Part of having your SEO basics covered is making sure that your site can be indexed by Google. It is not as uncommon as you may think that a website isn’t actually able to be indexed by Google.
In fact, you’d be surprised at how often a sudden de-indexing of a site is caused by developers accidentally leaving noindex tags in place when moving code from a staging environment to a live one.
You can use the Site Audit Tool to ensure that your website can actually be crawled and indexed.
Set up a Site Audit for your project. Once you run the audit, you can navigate to the Crawlability report for more insight.
Double checking that your site’s main pages that should be indexed are actually able to be indexed can save a lot of troubleshooting problems if you find issues later down the line.
Unsure if your site is correctly indexed by Google? Let Jason Barnard take you through the steps of properly indexing your website.
Keyword Research Checklist
Without a solid keyword research process, it will be difficult to rank for the right terms. If you are not ranking for the right terms, your traffic isn’t going to convert at the rate it could.
Here is a checklist of the essential keyword research tasks you need to ensure you are covering to see success from your SEO efforts.
8. Identify Your Competitors
One of the quickest ways to get started with keyword research is to find the terms that are working for your competitors (i.e., competitor keywords).
In our opinion, no time spent doing competitor analysis is wasted time.
Run your own domain (and your key competitors) through the Semrush Domain Overview tool, and you will be able to quickly identify those competitors who are competing in the same space as you are and how your visibility compares.
9. Find Your Main “Money” Keywords
You need to know what your main “money” keywords are. If you hadn’t guessed, these are the ones that are going to drive you leads, sales, and conversions.
You will also find these referred to as head terms and pillar page keywords.
Generally, these are the high volume, high competition keywords that really summarize what you offer, either at a topic or category level. Let’s take the term “NFL Jerseys” as an example—FYI, that is considered a head term.
You can use the Keyword Overview tool to conduct keyword research around your products and services, and identify your head terms.
If you’re looking for a comprehensive guide to learn how to pull together a content strategy based on priority terms, check out our ultimate keyword research guide.
10. Find Long-Tail Keyword Variations
A keyword strategy without long-tail keywords isn’t really a keyword strategy.
In fact, long-tail keywords, despite typically being lower volume than head terms, deliver a higher conversion rate.
You need to ensure that your SEO strategy targets long-tail keyword variants as well as head terms.
It can be helpful to start by finding what head term you plan to target, then focus on more specific long-tail keywords that are more likely to bring in conversions.
You can use the Keyword Magic Tool to help you find long-tail keywords.
Simply enter your main keywords and choose your country, and the tool will return a list of keywords where you can modify the match type by broad, phrase, exact, or related keywords.
11. Create a Keyword Map
Once you have identified your target keywords, you need to “map” or pair these to pages on your site and also identify any gaps.
Our guide to keyword mapping outlines it as:
In its simplest form, keyword mapping is a framework for the keywords you have chosen to target that mirrors your site’s structure. Driven by research, the ultimate goals of the map are to help you discover where to optimize, what content to build, and where you can add new pages to attract more traffic.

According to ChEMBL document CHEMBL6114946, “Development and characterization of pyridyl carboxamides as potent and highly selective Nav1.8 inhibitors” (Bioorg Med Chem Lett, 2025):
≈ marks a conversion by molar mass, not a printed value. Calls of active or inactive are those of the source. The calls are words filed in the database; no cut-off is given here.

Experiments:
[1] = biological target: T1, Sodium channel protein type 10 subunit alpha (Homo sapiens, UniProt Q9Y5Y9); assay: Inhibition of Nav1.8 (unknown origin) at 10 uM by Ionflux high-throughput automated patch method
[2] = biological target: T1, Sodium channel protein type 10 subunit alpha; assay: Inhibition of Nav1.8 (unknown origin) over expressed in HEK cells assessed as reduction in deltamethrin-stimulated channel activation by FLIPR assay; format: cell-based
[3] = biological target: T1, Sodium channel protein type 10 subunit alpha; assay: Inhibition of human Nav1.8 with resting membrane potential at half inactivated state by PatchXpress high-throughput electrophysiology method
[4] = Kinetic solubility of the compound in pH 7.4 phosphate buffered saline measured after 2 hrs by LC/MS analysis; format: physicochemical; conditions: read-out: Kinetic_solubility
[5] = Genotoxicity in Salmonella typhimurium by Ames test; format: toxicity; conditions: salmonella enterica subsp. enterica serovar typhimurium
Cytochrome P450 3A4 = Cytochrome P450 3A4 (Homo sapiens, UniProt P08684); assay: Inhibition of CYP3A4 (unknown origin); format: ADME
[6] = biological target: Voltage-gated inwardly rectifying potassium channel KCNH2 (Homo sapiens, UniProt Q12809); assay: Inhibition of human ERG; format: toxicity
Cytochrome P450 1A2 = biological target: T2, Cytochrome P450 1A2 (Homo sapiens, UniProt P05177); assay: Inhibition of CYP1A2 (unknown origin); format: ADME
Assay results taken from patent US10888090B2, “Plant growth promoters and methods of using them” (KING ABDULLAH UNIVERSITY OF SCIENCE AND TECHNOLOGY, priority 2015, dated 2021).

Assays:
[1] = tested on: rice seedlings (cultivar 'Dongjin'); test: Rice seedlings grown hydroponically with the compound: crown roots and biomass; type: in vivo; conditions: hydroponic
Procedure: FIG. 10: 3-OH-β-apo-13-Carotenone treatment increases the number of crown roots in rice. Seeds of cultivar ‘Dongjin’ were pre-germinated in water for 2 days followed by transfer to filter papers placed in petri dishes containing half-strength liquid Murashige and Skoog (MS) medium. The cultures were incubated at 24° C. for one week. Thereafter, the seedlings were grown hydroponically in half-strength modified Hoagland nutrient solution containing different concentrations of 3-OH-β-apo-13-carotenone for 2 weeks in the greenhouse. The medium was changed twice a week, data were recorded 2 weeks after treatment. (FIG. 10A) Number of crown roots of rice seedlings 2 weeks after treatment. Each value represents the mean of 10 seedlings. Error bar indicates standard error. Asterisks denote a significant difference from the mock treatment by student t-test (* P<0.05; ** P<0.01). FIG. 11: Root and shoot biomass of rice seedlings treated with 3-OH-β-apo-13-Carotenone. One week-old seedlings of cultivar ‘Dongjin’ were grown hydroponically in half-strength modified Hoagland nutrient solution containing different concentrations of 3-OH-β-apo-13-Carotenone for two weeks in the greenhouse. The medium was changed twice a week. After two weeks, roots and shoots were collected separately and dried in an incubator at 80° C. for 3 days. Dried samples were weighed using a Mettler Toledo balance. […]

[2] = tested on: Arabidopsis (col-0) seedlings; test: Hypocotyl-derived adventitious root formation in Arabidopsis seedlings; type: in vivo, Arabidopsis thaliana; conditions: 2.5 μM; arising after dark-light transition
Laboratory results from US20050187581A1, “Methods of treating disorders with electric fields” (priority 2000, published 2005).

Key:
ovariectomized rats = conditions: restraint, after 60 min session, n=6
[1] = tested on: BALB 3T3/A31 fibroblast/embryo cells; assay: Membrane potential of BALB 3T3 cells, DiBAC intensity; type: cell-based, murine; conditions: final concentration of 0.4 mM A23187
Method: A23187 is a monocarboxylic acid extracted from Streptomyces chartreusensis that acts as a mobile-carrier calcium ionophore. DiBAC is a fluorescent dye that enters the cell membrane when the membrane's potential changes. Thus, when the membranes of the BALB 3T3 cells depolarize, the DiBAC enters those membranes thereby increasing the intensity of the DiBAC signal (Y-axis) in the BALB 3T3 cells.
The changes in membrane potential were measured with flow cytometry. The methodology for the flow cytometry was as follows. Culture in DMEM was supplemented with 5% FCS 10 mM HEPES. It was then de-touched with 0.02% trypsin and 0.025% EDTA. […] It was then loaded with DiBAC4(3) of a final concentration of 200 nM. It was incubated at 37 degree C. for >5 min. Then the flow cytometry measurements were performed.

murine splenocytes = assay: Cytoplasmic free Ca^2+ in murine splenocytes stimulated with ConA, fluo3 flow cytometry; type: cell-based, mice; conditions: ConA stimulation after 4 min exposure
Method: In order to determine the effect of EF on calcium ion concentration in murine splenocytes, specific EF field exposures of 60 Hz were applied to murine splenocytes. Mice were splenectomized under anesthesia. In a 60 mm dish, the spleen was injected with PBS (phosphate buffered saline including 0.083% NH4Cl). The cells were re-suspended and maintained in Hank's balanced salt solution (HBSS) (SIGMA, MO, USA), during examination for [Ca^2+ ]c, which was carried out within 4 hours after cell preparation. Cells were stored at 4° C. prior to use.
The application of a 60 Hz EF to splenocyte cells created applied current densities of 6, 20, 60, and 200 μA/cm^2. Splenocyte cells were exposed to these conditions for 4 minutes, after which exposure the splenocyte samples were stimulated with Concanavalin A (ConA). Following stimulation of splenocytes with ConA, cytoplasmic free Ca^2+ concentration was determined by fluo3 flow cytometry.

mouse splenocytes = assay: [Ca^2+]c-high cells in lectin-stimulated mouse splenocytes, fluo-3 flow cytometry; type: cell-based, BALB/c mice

It’s important that you put in the time to ensure that you’re targeting the right pages with the right keywords, and the process outlined in the guide can help you to get this right first time and use this to power your strategy.
12. Analyze the Intent of Pages That Rank
You need to make sure that your page’s content matches the searcher’s intent.
This means taking the time to analyze the pages that rank for your target terms and making sure that your content aligns.
Let’s say you are looking to target a term at a nationwide level. You might have identified a high search volume and a realistic keyword difficulty, but if the SERPs return local results, you are not going to see yourself ranking in prominent positions.
If you don’t understand the intent of the content that Google is ranking, you won’t be able to ensure that yours aligns.
Learn more in this guide on how to identify intent in search and use this handy visual as a starting point to classify search features by intent type:
You can also use various Semrush Keyword Research tools to identify the intent of specific keywords.
The intent options vary slightly to help you determine where the searcher is in the buyer journey. Keywords are labeled Navigational, Informational, Commercial, or Transactional.
13. Identify Questions That Are Being Asked
Knowing the questions that your audience are asking can help you to better answer these through your site’s content.
Find a list of related questions for any keyword by busing the Keyword Magic Tool. Input a keyword and filter to "questions" to see results.
This is a great starting point and can provide great inspiration, especially if you enter more specific keywords as a starting point.
Additionally, you can use a tool like AlsoAsked.com that scrapes and returns “People Also Asked” results to find further ideas and questions to answer with your content.
14. Understand How Difficult It Is to Rank for Your Target Keywords
A brand new website may struggle to rank for competitive keywords until it builds authority.
For that reason, you need to gauge the difficulty of keywords you plan to target. This can help manage your own (or your client’s) expectations when you begin your SEO strategy.
For example, a brand new site for a local car dealership will probably struggle to rank for the term “toyota camry.” Instead, it’s a better idea to target long-tail, localized keywords like “toyota camry for sale in san diego.” Local SEO services can help you do this.